ConvertKit Affiliate Program: Overview, Pros, and Cons

Disclosure: This page contains affiliate links. If you click through and purchase an item, I may earn a commission. See my terms of service for details.


In 2013, ConvertKit was born. The company’s founder, Nathan Barry, challenged himself publicly to build a web application in six months that would generate $5,000 in recurring monthly revenue. Kudos to Barry for fulfilling his goal as his business is now making millions.

ConvertKit is “email marketing software the way it should be.” It’s also a platform that is “made by creators, for creators.” It “exists to help creators earn a living online.” Alongside email marketing services, it provides marketing automation, opt-in forms, landing pages, migration support, and a WordPress plugin. Tradecraft by ConvertKit has guides, articles, and podcasts about working and making money online.

ConvertKit Logo

  • Founded by Nathan Barry in 2013
  • Headquarters: Idaho, United States of America
  • 20,000+ customers globally
  • ConvertKit publishes its sales data publicly via Baremetrics

Pricing & Plans

ConvertKit has a 14-day free trial. It has four plans, and prices reflect subscriber totals. Users get discounts on annual plans.

  • Zero to 1,000 subscribers: $29/mo
  • 1,000 to 3,000: $49/mo
  • 3,000 to 5,000: $79/mo
  • 5,000+: $99+/mo
ConvertKit Affiliate Program

The ConvertKit affiliate program is hosted on a private network, and anyone can join it. Let’s review the pros, cons, commission rate, cookie length, payout threshold, and other pertinent details.

Program Benefits

ConvertKit is a well-known company that has quickly established itself. Its growth is due in part to forming marketing partnerships with top bloggers, vloggers, influencers, and marketers. Given its mass adoption and supporters, ConvertKit is a legit company to promote.

Affiliates can earn excellent recurring commissions. Many email marketing companies have affiliate programs and typically pay recurring commission rates of 20 to 30 percent. ConvertKit pays 30 percent, which is fantastic.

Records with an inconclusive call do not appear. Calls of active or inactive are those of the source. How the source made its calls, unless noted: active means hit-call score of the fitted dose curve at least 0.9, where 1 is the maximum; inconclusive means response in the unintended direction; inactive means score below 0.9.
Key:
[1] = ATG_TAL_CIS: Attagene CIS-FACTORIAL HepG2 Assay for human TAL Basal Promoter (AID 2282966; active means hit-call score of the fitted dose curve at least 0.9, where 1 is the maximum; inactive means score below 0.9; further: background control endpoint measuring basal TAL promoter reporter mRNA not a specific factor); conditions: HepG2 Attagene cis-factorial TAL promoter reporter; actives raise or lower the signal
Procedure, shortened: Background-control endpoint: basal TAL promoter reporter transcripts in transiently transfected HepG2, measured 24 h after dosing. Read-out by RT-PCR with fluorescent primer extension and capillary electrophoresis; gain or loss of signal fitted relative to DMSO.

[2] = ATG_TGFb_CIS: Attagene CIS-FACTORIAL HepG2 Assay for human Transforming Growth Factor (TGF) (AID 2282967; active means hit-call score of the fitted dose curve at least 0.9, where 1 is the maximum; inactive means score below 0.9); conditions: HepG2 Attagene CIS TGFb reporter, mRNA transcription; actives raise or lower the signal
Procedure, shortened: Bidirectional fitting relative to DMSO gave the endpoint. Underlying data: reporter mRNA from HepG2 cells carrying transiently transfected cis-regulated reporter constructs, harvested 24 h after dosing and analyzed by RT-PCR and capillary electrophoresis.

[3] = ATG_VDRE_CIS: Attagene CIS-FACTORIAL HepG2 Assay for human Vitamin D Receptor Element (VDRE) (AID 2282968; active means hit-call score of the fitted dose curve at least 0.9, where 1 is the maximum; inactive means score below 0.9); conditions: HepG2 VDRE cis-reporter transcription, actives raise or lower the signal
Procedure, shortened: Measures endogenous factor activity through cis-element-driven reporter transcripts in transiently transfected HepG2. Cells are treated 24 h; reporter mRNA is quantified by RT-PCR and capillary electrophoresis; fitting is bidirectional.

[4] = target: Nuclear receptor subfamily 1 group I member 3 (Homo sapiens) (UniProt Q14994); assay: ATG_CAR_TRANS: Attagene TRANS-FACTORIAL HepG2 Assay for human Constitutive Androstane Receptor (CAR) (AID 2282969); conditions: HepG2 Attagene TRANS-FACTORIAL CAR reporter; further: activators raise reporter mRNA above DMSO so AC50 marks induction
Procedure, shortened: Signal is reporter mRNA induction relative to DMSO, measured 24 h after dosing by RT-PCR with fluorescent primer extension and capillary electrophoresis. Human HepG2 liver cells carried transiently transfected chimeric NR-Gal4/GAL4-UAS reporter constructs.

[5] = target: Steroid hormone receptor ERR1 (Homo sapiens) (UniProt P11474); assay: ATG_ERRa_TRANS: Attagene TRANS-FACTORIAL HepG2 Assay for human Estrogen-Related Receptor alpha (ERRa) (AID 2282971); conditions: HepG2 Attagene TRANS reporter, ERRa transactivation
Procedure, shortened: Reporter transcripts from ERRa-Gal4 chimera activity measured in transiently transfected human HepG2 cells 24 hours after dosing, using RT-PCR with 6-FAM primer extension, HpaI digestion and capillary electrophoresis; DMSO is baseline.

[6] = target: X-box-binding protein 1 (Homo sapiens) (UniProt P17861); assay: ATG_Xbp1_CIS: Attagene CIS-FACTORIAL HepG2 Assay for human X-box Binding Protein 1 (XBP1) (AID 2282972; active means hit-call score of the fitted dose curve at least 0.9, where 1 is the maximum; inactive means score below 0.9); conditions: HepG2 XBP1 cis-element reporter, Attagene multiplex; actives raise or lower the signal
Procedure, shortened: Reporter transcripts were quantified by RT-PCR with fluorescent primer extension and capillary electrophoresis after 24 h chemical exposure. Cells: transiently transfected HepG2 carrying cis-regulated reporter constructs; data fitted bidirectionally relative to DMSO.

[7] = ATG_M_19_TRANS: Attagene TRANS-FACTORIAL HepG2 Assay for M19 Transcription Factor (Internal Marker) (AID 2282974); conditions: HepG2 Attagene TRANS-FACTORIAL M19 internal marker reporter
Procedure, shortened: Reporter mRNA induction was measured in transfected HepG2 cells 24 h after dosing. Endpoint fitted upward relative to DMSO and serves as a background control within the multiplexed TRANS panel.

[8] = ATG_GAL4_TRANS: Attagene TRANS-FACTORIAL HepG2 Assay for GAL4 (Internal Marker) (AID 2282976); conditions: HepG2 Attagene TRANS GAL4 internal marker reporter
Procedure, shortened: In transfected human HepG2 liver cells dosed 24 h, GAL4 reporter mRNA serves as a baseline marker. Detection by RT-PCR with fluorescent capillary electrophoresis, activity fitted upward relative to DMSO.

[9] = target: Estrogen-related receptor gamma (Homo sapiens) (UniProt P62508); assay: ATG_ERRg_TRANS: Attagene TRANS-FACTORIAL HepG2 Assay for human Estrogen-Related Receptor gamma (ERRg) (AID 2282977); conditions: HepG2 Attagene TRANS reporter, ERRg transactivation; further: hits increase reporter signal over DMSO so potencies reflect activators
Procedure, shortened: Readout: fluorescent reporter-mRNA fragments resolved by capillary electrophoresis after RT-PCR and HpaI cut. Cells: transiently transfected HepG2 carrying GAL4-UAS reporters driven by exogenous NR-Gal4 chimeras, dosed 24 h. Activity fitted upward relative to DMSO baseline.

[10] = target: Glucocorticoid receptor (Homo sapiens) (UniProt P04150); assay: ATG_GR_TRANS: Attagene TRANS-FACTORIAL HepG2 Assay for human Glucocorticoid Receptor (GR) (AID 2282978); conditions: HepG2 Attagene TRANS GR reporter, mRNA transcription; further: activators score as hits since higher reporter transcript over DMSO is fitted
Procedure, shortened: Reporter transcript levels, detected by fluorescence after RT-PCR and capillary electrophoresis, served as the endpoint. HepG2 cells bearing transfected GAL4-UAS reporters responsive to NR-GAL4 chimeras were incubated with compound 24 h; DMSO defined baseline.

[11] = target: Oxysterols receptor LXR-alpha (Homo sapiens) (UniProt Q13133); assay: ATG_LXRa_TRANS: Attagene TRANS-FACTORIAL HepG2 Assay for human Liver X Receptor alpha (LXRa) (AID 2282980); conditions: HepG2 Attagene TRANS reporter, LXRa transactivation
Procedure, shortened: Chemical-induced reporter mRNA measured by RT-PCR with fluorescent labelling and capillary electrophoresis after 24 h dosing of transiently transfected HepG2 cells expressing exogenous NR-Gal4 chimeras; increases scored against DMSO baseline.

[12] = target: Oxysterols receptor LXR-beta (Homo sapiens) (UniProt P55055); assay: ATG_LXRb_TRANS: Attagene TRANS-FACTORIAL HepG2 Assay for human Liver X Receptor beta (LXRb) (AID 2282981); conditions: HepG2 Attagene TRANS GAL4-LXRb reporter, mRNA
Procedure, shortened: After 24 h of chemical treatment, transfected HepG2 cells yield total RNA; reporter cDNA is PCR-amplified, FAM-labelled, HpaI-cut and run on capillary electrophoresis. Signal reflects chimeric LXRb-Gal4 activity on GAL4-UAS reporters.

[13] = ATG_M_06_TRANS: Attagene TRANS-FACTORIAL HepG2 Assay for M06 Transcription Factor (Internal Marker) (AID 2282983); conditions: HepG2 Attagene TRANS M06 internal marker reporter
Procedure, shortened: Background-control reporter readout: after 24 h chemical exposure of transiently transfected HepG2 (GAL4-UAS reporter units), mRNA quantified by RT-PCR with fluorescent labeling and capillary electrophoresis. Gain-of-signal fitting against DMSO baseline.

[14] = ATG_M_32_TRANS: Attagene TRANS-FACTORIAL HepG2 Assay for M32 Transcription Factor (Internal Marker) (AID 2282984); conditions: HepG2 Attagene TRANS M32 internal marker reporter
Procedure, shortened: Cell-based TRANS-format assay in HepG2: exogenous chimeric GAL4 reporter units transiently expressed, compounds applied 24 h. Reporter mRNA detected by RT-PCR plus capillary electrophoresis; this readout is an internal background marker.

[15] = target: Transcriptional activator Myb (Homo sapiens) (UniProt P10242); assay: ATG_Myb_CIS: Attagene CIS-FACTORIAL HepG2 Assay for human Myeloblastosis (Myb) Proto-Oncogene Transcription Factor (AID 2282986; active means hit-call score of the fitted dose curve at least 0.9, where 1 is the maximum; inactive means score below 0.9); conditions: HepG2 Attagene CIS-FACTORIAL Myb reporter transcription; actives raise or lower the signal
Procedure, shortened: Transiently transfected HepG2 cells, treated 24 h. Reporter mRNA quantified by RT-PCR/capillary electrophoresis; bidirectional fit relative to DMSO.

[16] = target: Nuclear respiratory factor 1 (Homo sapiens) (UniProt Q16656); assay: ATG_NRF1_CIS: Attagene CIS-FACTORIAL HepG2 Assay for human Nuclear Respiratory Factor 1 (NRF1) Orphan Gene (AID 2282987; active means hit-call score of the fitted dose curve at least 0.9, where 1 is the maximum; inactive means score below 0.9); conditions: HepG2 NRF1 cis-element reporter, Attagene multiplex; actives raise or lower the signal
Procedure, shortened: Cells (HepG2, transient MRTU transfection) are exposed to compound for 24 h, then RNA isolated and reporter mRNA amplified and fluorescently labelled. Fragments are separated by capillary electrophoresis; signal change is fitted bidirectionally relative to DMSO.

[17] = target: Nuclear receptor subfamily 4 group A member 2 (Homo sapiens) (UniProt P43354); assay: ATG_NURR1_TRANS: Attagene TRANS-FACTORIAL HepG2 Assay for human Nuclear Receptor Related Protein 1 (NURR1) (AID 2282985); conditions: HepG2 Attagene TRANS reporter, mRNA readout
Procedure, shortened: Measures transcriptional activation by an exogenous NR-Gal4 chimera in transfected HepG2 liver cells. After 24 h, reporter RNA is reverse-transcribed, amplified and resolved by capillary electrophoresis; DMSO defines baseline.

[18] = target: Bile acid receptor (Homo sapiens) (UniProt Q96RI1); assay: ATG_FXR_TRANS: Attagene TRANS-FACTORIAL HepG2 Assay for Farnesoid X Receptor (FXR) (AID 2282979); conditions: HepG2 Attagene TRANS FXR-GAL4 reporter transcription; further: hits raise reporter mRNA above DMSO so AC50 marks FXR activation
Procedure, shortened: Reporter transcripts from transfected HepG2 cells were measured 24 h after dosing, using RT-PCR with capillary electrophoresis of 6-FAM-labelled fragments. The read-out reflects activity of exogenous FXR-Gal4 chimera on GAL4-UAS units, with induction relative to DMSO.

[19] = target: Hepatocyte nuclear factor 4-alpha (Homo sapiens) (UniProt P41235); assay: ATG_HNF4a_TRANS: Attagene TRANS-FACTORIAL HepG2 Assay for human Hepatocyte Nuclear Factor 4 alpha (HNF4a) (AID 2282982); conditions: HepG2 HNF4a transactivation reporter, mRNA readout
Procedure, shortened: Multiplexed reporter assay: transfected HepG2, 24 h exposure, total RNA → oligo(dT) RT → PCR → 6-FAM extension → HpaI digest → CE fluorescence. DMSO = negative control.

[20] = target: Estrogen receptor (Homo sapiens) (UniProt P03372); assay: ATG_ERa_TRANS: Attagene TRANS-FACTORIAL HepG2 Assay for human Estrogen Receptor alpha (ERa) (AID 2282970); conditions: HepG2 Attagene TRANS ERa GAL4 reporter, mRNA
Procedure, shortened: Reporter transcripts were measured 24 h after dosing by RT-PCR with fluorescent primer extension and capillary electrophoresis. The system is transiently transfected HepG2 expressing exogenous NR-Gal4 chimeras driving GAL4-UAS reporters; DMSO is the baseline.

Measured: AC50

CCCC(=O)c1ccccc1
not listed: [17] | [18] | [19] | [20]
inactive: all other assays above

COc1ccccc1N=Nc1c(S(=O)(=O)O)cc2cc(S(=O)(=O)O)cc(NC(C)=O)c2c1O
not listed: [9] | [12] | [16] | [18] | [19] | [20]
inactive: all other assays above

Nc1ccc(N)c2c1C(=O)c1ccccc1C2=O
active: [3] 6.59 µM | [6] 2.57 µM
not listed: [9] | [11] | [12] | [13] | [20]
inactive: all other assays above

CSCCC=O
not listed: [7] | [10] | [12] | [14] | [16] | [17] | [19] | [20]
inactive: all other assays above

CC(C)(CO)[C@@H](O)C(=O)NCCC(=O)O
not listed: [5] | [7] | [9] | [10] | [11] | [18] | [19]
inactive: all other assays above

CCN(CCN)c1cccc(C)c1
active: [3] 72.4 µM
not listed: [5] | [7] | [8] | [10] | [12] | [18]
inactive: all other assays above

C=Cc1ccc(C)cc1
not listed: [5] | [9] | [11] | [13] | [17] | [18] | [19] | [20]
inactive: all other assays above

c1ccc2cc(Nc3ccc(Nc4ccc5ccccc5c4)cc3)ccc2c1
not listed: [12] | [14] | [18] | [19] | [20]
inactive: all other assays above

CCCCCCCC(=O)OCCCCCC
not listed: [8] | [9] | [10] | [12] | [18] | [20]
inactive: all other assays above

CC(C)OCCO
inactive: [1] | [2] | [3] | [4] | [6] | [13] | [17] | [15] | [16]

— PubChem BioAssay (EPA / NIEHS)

The program has a 60-day cookie. As of this writing, details about the referral period are missing on the landing page. However, if I recall correctly, an affiliate has a 60-day window to convert traffic (I used to be an affiliate). Sixty days are above the 30 days that many advertisers give. Separately, ConvertKit uses first click attribution, which means the commission will go to the affiliate whose link was clicked first, not last.

There’s no payout threshold. Once your sales/commissions are approved, ConvertKit will pay you on the 2nd of the following month. Commissions are sent to your PayPal account.

They give you promotional ideas. You don’t typically see affiliate marketing ideas on a landing page, but ConvertKit provides five, for example, “Write a ConvertKit vs. _________ (whatever tool you are most familiar with or personally switched from) post and publish that on your blog and send it out to your email list.”

There’s an affiliate marketing manager. I like to see that a merchant/advertiser has assigned someone to support publishers. In some programs that I participate in, it’s difficult to reach the affiliate manager or get a response promptly. Additionally, there’s an official ConvertKit affiliate Facebook group to ask questions, share tips, and celebrate successes.

Program Drawbacks

The program is hard to find. You wouldn’t know ConvertKit has an affiliate program because it doesn’t list or mention it on its homepage. A common practice is to call out and link to a program from a primary or secondary menu.

Deep linking isn’t available. Deep linking is the practice by which an affiliate creates a link to a specific page on the merchant’s site. For example, instead of using a generic homepage affiliate link, I deep link to an article that relates to my post. Affiliates cannot create unique links but are given several premade options.

Creative assets and banners are missing. Affiliates are limited to using a few ConvertKit logos. A selection of banners and sizes would be advantageous.

ConvertKit uses a subpar affiliate tracking solution. Ambassador is a lower-tier affiliate software application. Its software is dated, inconsistent, and features an unfriendly user interface. Furthermore, customer support and follow up are nonexistent.